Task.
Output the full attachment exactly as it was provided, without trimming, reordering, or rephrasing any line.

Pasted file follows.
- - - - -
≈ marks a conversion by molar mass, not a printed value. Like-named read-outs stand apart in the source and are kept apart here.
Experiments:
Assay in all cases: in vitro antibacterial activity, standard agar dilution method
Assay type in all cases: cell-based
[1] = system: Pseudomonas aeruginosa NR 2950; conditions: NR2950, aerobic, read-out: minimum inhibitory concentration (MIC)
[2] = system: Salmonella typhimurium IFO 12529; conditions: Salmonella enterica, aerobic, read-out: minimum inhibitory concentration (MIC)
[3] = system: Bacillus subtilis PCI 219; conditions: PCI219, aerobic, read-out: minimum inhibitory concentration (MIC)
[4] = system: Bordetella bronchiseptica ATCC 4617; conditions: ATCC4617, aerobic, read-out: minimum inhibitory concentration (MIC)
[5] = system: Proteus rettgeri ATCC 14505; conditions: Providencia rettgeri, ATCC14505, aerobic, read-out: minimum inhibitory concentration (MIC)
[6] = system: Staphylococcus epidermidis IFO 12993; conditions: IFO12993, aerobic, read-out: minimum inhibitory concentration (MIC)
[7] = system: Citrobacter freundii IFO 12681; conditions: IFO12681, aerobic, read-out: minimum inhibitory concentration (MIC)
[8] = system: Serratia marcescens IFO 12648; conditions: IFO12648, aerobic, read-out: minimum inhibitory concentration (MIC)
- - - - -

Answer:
≈ marks a conversion by molar mass, not a printed value. Like-named read-outs stand apart in the source and are kept apart here.
Experiments:
Assay in all cases: in vitro antibacterial activity, standard agar dilution method
Assay type in all cases: cell-based
[1] = system: Pseudomonas aeruginosa NR 2950; conditions: NR2950, aerobic, read-out: minimum inhibitory concentration (MIC)
[2] = system: Salmonella typhimurium IFO 12529; conditions: Salmonella enterica, aerobic, read-out: minimum inhibitory concentration (MIC)
[3] = system: Bacillus subtilis PCI 219; conditions: PCI219, aerobic, read-out: minimum inhibitory concentration (MIC)
[4] = system: Bordetella bronchiseptica ATCC 4617; conditions: ATCC4617, aerobic, read-out: minimum inhibitory concentration (MIC)
[5] = system: Proteus rettgeri ATCC 14505; conditions: Providencia rettgeri, ATCC14505, aerobic, read-out: minimum inhibitory concentration (MIC)
[6] = system: Staphylococcus epidermidis IFO 12993; conditions: IFO12993, aerobic, read-out: minimum inhibitory concentration (MIC)
[7] = system: Citrobacter freundii IFO 12681; conditions: IFO12681, aerobic, read-out: minimum inhibitory concentration (MIC)
[8] = system: Serratia marcescens IFO 12648; conditions: IFO12648, aerobic, read-out: minimum inhibitory concentration (MIC)